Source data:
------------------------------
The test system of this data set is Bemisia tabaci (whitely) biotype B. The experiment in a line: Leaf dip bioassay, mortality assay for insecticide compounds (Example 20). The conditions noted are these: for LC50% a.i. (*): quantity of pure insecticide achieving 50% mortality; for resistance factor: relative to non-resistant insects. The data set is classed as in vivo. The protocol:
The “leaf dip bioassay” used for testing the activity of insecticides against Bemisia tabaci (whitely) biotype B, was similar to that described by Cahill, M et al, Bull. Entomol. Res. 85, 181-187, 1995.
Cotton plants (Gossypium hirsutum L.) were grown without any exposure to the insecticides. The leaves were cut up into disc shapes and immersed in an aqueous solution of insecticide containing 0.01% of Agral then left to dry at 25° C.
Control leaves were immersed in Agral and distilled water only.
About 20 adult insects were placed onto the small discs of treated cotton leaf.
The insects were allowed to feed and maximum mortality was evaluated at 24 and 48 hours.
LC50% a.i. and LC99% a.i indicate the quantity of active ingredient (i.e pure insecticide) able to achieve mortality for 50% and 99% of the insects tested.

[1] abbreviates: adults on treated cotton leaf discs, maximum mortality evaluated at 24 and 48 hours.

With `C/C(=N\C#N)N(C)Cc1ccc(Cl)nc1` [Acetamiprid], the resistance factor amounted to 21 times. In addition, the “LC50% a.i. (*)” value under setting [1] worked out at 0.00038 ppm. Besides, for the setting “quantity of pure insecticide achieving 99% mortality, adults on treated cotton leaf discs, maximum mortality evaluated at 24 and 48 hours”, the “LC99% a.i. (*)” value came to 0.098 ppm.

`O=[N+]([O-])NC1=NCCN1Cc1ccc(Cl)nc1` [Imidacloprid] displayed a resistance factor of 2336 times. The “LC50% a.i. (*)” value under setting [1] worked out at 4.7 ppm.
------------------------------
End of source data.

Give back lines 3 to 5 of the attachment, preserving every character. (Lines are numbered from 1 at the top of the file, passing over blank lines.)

Cotton plants (Gossypium hirsutum L.) were grown without any exposure to the insecticides. The leaves were cut up into disc shapes and immersed in an aqueous solution of insecticide containing 0.01% of Agral then left to dry at 25° C.
Control leaves were immersed in Agral and distilled water only.
About 20 adult insects were placed onto the small discs of treated cotton leaf.